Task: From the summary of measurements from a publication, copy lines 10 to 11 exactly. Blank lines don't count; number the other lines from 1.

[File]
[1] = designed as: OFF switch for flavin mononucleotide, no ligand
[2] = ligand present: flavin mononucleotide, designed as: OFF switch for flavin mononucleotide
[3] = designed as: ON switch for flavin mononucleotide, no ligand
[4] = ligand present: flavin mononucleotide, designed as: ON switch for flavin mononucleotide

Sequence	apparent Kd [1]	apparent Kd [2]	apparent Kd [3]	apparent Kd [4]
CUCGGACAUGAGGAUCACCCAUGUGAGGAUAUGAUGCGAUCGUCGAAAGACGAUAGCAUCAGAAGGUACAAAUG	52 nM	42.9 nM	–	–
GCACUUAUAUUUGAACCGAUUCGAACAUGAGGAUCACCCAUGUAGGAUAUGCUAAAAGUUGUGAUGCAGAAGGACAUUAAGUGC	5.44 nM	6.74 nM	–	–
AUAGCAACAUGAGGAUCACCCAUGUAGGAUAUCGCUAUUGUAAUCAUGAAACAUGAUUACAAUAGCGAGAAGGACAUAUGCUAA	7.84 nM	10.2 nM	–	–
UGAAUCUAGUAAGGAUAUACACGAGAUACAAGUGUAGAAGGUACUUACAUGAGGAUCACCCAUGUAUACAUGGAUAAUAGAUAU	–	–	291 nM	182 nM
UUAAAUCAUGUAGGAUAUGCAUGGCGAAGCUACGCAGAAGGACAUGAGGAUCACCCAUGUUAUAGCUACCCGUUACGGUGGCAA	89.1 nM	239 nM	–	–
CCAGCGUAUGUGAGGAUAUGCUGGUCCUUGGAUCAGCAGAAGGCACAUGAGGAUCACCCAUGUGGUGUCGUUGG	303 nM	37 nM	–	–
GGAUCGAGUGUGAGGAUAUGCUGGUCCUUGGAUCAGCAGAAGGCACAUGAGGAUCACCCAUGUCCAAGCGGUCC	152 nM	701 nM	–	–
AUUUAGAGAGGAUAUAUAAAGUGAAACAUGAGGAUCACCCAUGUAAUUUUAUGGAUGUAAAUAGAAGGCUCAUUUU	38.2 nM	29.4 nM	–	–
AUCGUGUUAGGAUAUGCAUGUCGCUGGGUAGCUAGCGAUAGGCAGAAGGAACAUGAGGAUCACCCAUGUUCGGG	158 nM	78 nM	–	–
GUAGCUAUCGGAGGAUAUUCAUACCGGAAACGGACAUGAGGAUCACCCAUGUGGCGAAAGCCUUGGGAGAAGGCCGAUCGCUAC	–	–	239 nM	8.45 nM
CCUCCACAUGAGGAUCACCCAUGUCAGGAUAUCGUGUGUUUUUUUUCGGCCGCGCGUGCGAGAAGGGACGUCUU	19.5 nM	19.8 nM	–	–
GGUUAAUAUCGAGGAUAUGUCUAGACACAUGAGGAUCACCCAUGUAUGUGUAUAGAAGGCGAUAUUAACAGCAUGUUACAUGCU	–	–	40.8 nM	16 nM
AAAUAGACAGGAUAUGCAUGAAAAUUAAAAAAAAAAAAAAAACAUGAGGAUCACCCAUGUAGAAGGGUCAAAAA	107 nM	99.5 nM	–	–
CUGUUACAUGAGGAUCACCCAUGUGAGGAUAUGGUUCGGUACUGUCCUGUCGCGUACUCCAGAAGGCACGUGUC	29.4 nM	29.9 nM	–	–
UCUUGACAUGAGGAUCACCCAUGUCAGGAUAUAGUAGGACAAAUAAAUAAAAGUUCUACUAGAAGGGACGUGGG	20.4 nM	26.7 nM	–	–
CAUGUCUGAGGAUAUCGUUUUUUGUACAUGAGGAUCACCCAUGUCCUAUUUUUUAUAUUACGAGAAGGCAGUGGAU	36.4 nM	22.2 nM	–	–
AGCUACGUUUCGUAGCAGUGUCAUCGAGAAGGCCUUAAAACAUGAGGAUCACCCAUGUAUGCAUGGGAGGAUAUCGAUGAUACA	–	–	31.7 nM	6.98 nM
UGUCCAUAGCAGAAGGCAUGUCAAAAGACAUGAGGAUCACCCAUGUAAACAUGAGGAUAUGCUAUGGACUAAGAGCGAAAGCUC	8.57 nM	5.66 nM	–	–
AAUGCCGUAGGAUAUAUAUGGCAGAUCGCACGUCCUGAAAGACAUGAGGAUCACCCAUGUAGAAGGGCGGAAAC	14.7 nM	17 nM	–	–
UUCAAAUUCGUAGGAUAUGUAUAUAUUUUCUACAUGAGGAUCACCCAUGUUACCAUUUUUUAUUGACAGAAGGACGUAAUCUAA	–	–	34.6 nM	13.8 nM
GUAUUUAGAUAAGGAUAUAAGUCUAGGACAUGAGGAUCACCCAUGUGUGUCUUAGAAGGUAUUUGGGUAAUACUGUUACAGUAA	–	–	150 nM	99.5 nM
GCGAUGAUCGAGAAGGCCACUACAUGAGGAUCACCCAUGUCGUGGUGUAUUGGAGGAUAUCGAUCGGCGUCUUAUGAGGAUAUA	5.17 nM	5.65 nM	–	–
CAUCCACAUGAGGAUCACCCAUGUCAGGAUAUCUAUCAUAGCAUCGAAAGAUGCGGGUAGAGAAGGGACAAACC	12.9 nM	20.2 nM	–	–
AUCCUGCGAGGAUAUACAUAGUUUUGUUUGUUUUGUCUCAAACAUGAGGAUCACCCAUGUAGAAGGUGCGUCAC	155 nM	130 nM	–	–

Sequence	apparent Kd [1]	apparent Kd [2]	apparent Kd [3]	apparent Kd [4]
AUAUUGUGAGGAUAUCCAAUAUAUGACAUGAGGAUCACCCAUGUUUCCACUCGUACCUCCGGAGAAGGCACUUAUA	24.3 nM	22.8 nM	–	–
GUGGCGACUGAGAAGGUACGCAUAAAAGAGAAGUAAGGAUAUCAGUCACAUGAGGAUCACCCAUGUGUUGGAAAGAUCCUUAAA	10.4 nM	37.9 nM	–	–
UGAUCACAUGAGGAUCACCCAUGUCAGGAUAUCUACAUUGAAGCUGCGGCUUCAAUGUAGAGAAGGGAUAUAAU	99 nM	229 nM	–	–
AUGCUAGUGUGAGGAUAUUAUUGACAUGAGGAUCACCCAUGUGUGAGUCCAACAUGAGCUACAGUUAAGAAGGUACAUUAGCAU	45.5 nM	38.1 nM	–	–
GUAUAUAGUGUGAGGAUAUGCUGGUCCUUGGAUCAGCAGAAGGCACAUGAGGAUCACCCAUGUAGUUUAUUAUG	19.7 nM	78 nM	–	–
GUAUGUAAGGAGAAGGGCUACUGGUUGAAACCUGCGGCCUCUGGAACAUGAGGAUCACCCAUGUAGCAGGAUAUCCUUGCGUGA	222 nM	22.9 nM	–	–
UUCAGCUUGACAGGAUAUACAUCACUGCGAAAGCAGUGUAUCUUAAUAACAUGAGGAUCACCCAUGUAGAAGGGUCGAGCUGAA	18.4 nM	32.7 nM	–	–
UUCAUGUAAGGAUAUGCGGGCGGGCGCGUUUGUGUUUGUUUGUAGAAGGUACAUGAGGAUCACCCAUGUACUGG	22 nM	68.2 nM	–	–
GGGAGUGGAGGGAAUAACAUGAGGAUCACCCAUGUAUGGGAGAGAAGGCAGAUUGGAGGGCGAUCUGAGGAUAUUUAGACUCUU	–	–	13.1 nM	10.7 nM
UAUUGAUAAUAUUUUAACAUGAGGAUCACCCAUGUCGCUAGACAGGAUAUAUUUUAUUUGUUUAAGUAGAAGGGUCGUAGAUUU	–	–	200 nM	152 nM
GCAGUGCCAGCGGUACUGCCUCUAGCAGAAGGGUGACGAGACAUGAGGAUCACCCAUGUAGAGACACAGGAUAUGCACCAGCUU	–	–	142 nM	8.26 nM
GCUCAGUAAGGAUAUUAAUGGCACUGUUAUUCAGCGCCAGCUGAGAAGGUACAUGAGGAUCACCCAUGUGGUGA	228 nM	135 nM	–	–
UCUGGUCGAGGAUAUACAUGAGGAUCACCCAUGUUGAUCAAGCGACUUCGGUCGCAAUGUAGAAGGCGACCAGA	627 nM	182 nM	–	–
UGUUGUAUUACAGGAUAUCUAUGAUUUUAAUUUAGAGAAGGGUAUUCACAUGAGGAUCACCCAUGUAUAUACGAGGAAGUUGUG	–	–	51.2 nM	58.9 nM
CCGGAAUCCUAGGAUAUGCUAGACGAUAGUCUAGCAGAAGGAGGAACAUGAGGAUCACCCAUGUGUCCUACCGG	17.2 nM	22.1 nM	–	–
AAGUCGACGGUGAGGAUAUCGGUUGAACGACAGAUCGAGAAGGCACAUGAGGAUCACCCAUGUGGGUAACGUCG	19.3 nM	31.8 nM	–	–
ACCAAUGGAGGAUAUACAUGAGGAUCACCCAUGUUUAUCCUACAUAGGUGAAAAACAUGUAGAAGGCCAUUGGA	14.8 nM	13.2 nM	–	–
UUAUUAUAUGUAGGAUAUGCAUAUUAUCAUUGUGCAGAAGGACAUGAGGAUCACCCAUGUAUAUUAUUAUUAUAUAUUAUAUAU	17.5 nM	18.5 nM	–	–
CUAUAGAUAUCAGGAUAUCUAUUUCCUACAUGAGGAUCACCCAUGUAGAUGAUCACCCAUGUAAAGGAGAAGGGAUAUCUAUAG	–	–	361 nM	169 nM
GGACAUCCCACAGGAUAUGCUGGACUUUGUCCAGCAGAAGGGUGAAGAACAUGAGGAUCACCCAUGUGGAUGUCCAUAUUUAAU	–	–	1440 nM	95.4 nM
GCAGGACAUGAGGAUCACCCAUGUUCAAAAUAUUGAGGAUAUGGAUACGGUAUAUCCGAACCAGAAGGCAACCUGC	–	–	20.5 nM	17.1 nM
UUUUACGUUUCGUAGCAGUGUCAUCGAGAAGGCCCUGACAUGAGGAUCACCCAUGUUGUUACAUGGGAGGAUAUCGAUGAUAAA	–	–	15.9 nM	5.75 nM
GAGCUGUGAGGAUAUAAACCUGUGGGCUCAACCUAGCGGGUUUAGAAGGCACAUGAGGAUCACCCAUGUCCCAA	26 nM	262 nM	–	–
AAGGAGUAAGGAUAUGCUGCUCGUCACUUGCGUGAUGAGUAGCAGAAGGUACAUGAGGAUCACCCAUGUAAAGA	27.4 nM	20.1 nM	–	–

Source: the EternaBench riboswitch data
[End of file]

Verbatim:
UUAAAUCAUGUAGGAUAUGCAUGGCGAAGCUACGCAGAAGGACAUGAGGAUCACCCAUGUUAUAGCUACCCGUUACGGUGGCAA	89.1 nM	239 nM	–	–
CCAGCGUAUGUGAGGAUAUGCUGGUCCUUGGAUCAGCAGAAGGCACAUGAGGAUCACCCAUGUGGUGUCGUUGG	303 nM	37 nM	–	–